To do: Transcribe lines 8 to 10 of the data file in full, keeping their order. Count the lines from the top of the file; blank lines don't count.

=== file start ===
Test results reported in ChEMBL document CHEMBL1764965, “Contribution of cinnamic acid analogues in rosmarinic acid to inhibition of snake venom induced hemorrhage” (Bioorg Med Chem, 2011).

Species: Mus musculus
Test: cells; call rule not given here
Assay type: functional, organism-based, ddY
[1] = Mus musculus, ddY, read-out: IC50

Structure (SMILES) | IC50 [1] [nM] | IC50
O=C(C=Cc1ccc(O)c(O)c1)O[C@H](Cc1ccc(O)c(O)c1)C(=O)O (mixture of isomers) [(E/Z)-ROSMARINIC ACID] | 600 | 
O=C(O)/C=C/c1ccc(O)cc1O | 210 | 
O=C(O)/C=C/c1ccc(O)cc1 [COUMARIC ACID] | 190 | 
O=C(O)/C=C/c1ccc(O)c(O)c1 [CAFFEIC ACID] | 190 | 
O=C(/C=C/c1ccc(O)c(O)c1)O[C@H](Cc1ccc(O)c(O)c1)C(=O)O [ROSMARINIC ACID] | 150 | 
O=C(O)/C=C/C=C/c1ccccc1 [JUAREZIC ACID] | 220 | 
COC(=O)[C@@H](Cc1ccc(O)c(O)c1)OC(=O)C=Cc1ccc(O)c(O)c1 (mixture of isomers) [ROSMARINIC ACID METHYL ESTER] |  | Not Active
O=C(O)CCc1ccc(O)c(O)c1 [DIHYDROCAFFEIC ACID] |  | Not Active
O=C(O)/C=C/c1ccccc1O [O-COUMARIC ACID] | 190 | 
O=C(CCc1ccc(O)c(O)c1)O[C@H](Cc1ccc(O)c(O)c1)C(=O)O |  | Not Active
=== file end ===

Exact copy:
O=C(O)/C=C/c1ccc(O)cc1O | 210 | 
O=C(O)/C=C/c1ccc(O)cc1 [COUMARIC ACID] | 190 | 
O=C(O)/C=C/c1ccc(O)c(O)c1 [CAFFEIC ACID] | 190 | 